Patrick and George grew up in the inner cities of Zambia, where they witnessed and experienced all kinds of hardships and ugliness: sleeping on cold cement floors, lacking enough food to eat, hearing cries of rape outside their doors. They would walk for miles, sometimes without shoes, to fetch water from the nearest well. 

But what the Ngalamulume brothers craved most was a proper education. They were taught basic literacy and math at a local school—local meaning several miles from their house—but they knew there was no future for them in Zambia. Their parents had fled the nearby Democratic Republic of Congo; as sons of refugees they would find it nearly impossible to go to college in Zambia.

And yet, today, Patrick and George have become the first people in their family to attend college. The brothers have big ambitions to continue their educations at medical and law programs. They want to make a difference, to give back, to make a better world.

The Ngalamulume siblings pose for a photo in the snow in the front yard of their home in Boise.
The Ngalamulume siblings in front of their home in Boise, Idaho. Their parents fled to Zambia from war-torn Democratic Republic of Congo in the late 1990s and were resettled in the United States in 2008. "Our parents sacrificed a lot just to get us here," says George Ngalamulume.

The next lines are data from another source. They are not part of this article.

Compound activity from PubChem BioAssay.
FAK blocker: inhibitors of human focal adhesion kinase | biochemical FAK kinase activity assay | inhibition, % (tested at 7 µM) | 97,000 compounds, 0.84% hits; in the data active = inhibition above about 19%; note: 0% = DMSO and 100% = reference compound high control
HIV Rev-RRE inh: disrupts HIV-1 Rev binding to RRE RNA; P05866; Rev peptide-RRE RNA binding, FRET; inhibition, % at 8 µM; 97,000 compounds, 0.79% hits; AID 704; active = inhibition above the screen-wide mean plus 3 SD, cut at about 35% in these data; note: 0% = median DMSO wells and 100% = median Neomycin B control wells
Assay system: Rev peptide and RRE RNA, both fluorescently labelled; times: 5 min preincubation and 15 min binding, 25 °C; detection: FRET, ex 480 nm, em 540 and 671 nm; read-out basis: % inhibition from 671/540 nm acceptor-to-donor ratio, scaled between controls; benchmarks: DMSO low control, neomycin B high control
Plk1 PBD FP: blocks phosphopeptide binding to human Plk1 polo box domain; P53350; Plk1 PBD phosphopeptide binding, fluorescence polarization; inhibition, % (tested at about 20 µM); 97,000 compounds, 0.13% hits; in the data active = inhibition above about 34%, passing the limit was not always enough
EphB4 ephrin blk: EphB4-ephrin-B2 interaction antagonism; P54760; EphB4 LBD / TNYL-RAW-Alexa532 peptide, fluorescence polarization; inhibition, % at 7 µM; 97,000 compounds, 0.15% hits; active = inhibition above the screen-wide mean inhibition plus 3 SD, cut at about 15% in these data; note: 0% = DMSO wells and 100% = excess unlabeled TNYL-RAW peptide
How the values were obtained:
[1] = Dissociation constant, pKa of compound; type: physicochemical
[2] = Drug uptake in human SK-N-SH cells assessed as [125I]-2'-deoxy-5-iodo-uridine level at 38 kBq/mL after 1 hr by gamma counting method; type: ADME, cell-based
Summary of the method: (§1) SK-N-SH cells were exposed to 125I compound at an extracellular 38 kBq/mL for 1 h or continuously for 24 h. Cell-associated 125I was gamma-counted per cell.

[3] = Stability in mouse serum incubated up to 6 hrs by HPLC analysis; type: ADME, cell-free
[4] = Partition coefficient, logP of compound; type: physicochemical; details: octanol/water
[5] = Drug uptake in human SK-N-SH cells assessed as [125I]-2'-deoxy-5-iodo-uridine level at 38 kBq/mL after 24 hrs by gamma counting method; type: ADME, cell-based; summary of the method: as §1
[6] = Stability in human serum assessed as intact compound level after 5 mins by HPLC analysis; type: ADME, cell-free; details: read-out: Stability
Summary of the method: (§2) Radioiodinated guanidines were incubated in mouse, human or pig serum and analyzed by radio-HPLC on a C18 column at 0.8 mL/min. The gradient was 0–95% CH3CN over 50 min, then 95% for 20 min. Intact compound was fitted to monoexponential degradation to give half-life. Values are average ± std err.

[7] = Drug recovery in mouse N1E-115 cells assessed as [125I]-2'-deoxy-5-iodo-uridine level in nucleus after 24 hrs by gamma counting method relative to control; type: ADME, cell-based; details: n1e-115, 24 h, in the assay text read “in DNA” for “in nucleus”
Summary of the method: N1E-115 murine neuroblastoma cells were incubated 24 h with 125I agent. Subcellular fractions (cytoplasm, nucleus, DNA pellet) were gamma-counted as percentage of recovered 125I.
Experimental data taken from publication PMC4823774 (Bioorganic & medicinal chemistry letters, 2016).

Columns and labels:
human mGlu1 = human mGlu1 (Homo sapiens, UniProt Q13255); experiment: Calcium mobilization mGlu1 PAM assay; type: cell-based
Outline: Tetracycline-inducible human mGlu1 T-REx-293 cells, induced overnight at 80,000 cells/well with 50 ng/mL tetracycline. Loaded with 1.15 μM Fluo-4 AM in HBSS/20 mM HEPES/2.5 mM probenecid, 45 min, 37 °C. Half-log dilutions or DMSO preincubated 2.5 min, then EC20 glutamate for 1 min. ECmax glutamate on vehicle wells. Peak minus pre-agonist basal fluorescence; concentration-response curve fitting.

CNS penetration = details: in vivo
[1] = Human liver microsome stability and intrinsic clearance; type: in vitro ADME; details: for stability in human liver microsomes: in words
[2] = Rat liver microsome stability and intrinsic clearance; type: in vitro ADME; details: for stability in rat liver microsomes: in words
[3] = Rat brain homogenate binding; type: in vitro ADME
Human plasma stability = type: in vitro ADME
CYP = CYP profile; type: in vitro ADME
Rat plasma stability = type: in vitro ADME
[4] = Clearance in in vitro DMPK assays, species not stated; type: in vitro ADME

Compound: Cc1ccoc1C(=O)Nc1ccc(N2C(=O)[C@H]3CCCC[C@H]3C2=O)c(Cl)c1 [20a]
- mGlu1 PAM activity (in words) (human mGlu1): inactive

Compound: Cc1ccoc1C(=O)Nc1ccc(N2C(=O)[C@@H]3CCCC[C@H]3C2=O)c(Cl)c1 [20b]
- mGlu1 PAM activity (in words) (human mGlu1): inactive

Photo: Jonathan McBride/IRC

The coolest birthday present ever

The Ngalamulume family arrived in Boise, Idaho, on May 5, 2008, the night before Patrick's thirteenth birthday. Before departing Zambia, their parents told their children only that they were moving somewhere better—no other hints. It wasn't until they arrived in their new apartment that their parents said, “Welcome to America!” 

"It was a surprise,” Patrick recalls. “That was the coolest present I've ever gotten in my life. Nothing's going to top that ever.”

Adjusting to American life was far from easy. A national resettlement agency helped the family find an apartment, their parents found custodian jobs, and the children enrolled in school, but the brothers naturally felt like outsiders. They slowly began to make friends with Americans and other refugees, who helped them learn English and adapt to a new culture.

Once again, education proved the hardest challenge. "You're behind in everything," Patrick says. "While our friends were playing outside, we were studying and playing catch-up."

"It was really hard to communicate with teachers," adds George, now 18. "When I got to middle school, I realized how advanced everyone was on some subjects. So we studied, and studied, and studied." 

The brothers admit they felt a certain pressure from their parents to succeed, as their mother never went to school and their father stopped at the second grade.

"Our parents sacrificed a lot just to get us here," George says. "They waited 14 years to hear that they were finally accepted for [refugee resettlement]. For us to fail would mean their sacrifices were not worth it at all."

"It's all about giving back, not just to our parents, but this country that accepted us," Patrick adds. "There's more to us than being refugees."

Patrick Muteba with his brother George Ngalamulume at their home in Boise
21-year-old Patrick, left, who prefers to go by a different family name, Muteba, graduates from the University of Idaho this year. He plans to attend law school to study human rights or criminal law.